In his first full season in the OHL and taking on a top line role for the Greyhounds this season after some roster shuffling, the big forward who can play both center and wing has found success. He is strong, skates well for a big man and is more than capable at protecting the puck, drives the net, works the wall and can make a skilled play with the puck to beat a defender or fire off a quick shot using them as a screen. He also is an underrated playmaker and aggressive forechecker. NHL teams love the well-rounded aspects of his game although his NHL offensive upside is still a question.” - Dan Stewart

I’ve been high on this kid for well over a year, and he’s given me no reason to ding him in the rankings. He isn’t flashy and could stand to improve his foot speed, but I have a hard time finding a smarter player around the goal than Pytlik. The OHL may be run and gun this season, but NHL teams needs guys like Pytlik to win the wars in the trenches and let opposing defensemen know that if they want to control the low slot, they’ll have to fight for it.” - Steve Kournianos

Pytlik is one of the most complete players available in this draft. He has size, speed, skill and can play in all situations. He is excelling even on a young Greyhounds team. He has the tools to be an excellent pro assuming he continues to develop at center.” - Mark Scheig

I see Pytlik as the type of kid who is going to draw more interest from NHL scouts than armchair ones. He plays a very heavy, pro style game. Most of his work is done below the hash marks and he has great control of his body and an understanding of how to use his size. Pytlik is also a strong three zone player who is versatile because he has shown an ability to play both center and wing. As he continues to improve his skating (I think he looks more explosive this year), I think we'll see him become more of a consistent factor in transition and show an ability to be a little more creative. There are probably several players, even on this list, who have a higher ceiling as an NHL player. In order to stay in conversation for the first round, he's going to need to improve his production though, even on an inconsistent Soo team.” - Brock Otten

9. Ryan O'Rourke – Defense – Sault Ste. Marie Greyhounds
Total Votes: 11
Highest Ranking: 4th (1x)
Lowest Ranking: Outside of the Top 10 (6x)
Comments:
I remember Ryan O'Rourke's first OHL game against Cole Perfetti's Saginaw Spirit. I couldn't believe how good he looked for a guy that was one pick away from falling into the 2nd round of the OHL Priority selection. What another great pick by the Soo! I don't see him falling out of the 1st round of the NHL draft either. His aggression and old-school style of hockey stands out easily on the ice, and I think he'll be able to find at least some element of his game that pushes the needle forward at the NHL level. His offensive game appears to be improving, which is great and will only continue to improve his draft stock throughout the year. Also worth noting, he's just 17 years old and is already the captain of his OHL team, you don't see that everyday.” - Victor Findlay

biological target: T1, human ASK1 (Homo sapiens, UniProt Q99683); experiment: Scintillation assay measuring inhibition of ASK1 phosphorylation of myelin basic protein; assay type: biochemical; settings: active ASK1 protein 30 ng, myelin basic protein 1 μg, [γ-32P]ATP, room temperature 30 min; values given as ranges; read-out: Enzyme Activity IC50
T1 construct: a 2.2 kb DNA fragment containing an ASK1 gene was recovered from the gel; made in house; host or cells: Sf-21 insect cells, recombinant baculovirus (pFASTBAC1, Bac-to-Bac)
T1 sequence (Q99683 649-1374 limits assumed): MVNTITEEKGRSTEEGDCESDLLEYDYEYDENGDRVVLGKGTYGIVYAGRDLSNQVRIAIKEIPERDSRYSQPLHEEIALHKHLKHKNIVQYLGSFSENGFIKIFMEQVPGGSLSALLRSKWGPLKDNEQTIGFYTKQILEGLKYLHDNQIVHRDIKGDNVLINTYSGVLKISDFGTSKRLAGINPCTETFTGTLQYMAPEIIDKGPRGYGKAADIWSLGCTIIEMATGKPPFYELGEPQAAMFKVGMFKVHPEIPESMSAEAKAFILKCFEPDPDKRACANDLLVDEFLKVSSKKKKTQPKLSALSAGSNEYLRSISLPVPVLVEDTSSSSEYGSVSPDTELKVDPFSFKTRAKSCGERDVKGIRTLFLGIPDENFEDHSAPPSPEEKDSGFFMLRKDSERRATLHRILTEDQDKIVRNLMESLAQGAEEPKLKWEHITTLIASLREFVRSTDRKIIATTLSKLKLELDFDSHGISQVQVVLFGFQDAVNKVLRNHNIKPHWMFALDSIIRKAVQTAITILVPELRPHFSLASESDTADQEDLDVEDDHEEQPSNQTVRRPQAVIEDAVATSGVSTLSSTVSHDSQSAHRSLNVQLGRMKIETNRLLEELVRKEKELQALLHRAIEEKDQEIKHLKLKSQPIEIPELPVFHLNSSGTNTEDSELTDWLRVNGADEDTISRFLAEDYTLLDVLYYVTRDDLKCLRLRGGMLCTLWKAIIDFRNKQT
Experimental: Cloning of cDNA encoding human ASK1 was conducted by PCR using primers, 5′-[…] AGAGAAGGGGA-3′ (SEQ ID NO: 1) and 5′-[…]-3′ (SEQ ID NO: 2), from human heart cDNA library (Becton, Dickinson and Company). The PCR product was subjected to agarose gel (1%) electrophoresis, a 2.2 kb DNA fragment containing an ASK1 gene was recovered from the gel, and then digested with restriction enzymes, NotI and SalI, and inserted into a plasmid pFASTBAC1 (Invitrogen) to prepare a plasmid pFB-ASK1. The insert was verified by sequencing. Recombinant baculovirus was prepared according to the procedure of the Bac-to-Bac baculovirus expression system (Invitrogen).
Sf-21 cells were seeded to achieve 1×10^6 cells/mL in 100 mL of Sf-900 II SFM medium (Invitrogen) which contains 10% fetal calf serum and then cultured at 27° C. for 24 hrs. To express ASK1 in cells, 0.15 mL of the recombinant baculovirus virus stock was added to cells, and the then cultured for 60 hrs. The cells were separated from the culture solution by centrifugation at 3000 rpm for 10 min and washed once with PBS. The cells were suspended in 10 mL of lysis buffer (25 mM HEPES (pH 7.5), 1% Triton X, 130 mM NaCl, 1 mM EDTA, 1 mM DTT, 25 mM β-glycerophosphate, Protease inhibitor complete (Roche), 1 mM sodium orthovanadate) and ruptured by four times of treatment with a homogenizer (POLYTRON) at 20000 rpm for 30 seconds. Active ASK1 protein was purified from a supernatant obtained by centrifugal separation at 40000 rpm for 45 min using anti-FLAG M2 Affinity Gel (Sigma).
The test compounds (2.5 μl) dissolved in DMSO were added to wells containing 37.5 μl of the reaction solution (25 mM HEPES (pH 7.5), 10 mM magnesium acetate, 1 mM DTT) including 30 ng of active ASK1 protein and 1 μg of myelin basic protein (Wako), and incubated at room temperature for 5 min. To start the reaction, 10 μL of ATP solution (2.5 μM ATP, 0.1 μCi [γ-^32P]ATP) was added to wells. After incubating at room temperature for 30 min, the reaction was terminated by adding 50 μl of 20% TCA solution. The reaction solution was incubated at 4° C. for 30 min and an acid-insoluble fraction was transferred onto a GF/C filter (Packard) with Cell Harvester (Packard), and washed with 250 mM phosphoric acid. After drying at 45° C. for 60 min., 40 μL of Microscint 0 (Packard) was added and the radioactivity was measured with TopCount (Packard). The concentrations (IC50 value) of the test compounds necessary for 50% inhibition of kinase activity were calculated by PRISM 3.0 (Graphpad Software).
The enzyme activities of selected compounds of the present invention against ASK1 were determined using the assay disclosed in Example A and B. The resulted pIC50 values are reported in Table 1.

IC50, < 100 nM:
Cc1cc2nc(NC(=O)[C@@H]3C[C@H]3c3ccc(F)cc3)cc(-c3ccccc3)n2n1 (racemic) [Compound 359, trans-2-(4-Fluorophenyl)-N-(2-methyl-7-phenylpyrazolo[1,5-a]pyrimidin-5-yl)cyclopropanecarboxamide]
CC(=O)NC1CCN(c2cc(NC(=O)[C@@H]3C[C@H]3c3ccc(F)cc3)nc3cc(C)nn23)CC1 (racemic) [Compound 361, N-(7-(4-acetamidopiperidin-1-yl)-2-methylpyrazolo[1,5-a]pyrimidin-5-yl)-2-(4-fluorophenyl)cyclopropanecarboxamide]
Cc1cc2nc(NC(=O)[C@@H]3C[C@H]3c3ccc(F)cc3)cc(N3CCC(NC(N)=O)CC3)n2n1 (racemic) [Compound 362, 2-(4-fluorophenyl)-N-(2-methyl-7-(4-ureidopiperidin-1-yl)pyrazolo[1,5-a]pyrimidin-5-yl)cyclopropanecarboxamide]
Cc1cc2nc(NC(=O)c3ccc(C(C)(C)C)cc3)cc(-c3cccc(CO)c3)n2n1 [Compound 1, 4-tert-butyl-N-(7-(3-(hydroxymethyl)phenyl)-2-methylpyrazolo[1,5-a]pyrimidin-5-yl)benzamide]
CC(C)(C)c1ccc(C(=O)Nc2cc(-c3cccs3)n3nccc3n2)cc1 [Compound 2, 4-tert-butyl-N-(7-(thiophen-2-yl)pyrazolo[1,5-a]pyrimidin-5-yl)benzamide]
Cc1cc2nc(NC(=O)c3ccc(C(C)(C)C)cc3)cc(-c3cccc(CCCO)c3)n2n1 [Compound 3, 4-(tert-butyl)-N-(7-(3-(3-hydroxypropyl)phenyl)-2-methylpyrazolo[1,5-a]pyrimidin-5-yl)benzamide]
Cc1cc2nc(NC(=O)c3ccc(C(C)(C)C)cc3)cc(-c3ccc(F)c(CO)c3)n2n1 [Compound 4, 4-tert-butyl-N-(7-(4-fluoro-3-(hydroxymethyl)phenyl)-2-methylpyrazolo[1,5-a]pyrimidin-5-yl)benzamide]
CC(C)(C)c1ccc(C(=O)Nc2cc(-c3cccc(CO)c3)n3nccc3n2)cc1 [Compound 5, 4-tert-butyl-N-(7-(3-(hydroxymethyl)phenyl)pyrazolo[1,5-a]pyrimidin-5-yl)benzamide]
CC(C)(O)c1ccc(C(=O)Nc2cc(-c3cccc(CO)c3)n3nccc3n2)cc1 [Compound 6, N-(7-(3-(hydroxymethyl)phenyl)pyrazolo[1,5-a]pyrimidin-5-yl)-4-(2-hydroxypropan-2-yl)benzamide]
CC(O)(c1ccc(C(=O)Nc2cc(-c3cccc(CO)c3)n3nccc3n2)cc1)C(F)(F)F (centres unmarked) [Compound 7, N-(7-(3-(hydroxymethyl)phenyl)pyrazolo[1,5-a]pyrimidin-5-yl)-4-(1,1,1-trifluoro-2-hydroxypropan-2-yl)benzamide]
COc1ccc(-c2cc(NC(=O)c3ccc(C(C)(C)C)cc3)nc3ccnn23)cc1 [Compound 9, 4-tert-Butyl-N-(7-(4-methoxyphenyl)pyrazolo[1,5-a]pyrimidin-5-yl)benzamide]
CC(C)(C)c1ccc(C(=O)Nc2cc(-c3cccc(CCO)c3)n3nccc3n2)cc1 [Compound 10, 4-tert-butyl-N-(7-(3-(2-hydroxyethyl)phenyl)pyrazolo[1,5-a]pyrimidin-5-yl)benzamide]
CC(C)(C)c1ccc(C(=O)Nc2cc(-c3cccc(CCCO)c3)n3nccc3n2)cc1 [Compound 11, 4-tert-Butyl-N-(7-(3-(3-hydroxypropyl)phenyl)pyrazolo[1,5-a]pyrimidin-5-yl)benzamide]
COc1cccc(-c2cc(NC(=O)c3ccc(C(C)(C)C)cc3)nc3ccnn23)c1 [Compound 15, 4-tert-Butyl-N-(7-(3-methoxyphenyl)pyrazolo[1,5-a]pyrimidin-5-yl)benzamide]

O’Rourke doesn’t have the flair of a Drysdale but he plays a complete game and he doesn’t turn 18 until the middle of May, plus he has NHL size and room to grow. He’s going to be good.” - Anonymous

I might be higher on O'Rourke than most, but I just see so much potential in a kid with great mobility who also plays with an edge and has decent size. The fact O'Rourke was named captain of the Hounds as a 17-year-old when there are NHL picks already on the team speaks volumes.” - Ryan Kennedy

O'Rourke is one of my favorite prospects in this entire draft and I am notably higher on him than most. He's a first rounder for me. While he doesn't have some of the elite skills Jamie Drysdale has, it's pretty good. But he's not afraid to play in your face. He's an excellent defender and very strong for his size. He can block shots on one end and bring creativity on the other end. But what stands out is his maturity. He plays like a 19-year old but is still 17.” - Mark Scheig

The recently named captain of the Greyhounds is a workhorse. He is their top rearguard, depended upon by both his coaches and teammates, and is playing like it. While he possesses teenage strength and will need to bulk up, he is ultra aggressive and physically in the face of whomever he needs to defend his zone. His skating looks more fluid than last season and he has no trouble keeping up unlike some nights last year. His shot is dangerous, but he looks way more comfortable with the puck on his stick this season. Moving up my list and aspects of his game remind me of a young Kevin Bieksa.” - Dan Stewart

10. Will Cuylle – Forward – Windsor Spitfires